Put pen to paper and show support to mountain rescue team

Put pen to paper and show support to mountain rescue team

5 December 2018

THE Mourne Mountain Rescue Team is appealing for help in its bid to secure finance to pave the way for its move to a new operations base in the resort.

Last year, supermarket giant Lidl, which is planning to develop a new store at the site of the former St Mary’s Girls’ Primary School in the town, donated a portion of the land to allow the rescue team to finally have a dedicated new centre.

Delighted that its long search for land to build an ultra-modern base was finally over, the team is hoping to raise £500,000 to build the facility which will enable it to enhance the highly professional service it already provides and interact more with the local community.

The volunteers who provide the service — often in the most challenging of conditions — are aiming to secure grant aid. As part of the process, they must demonstrate the need for the team and the service it provides.

This week, the rescue team is asking local people and organisations to show their support for the work they do by sending a letter to secretary@mournemrt.org.

In a Facebook post, the rescue team says it would be “exceptionally grateful” as funders have given the team a very tight deadline for grant application replies which must be with them before tomorrow, December 6.

The team says it is grateful for all the letters it has received to date and for those who continue to donate money towards the work it does, the drive to move to a dedicated new home and those who assist in other ways.

The team has been working tirelessly for a number of years to identify a new base in Newcastle and was thrilled negotiations with Lidl reached a successful conclusion last year, five years after the campaign for a new base was launched to coincide with the team’s 50th anniversary.

The offer of land came after what Lidl described as “extensive engagement and consultation” with the supermarket confident the Shanslieve Drive site offers the rescue team the space it needs to develop a facility that will future proof the lifesaving service it provides.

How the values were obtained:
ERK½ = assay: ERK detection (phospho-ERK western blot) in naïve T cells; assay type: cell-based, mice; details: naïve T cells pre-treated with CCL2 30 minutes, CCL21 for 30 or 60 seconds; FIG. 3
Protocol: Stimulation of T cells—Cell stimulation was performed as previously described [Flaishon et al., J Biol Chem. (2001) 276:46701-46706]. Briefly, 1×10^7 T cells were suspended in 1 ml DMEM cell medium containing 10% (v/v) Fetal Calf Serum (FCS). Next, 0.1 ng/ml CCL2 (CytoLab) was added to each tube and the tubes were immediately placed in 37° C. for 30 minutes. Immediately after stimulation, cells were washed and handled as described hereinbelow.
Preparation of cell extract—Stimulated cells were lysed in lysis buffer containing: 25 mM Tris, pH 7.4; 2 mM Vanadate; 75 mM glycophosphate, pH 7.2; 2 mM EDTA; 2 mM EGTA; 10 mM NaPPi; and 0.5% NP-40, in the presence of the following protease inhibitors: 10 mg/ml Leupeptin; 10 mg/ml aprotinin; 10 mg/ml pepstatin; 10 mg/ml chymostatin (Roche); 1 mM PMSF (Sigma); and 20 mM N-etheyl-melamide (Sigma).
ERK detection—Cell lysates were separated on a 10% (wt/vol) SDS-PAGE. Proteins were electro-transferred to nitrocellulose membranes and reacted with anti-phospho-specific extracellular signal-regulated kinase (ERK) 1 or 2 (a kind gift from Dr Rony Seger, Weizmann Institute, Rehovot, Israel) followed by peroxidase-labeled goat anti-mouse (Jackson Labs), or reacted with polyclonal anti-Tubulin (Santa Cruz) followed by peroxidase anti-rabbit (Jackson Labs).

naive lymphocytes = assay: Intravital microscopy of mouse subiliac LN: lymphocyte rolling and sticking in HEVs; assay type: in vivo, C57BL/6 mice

Lidl’s land offer also came just a few days after the rescue team unveiled new incident command and first response vehicles to increase its capacity to respond to emergencies, including multiple and large scale incidents.

The appeal for people to help secure grant aid comes after the team’s volunteers were called out twice last Sunday.

Team members first went to the assistance of a man who became ill while walking along the Brandy Pad in the heart of the Mournes just after 11am.

Fortunately, the team was training on Spellack in the Trassey Valley at the time and the volunteers were able to respond directly.

When the volunteers arrived, the man was assessed, treated for a suspected cardiac event and stabilised for evacuation.

Due to the man’s condition and his location, an air evacuation was requested. The Dublin-based Rescue 116 helicopter responded and airlifted the man to hospital. A total of 14 members responded and stood down shortly before 3pm.

Ninety minutes later, the rescue team received a request for assistance from the Dublin Wicklow mountain rescue team to assist  an injured conservation worker in Ravensdale Forest in Co Louth.

The man fell whilst inspecting feed boxes located high up in trees, with the local volunteers responding and liaising with their southern counterparts and other emergency services already on scene.

The injured man was assessed and treated before he was evacuated to a waiting ambulance. A total of 11 Mourne Mountain Rescue Team members responded and were stood down shortly before 9pm.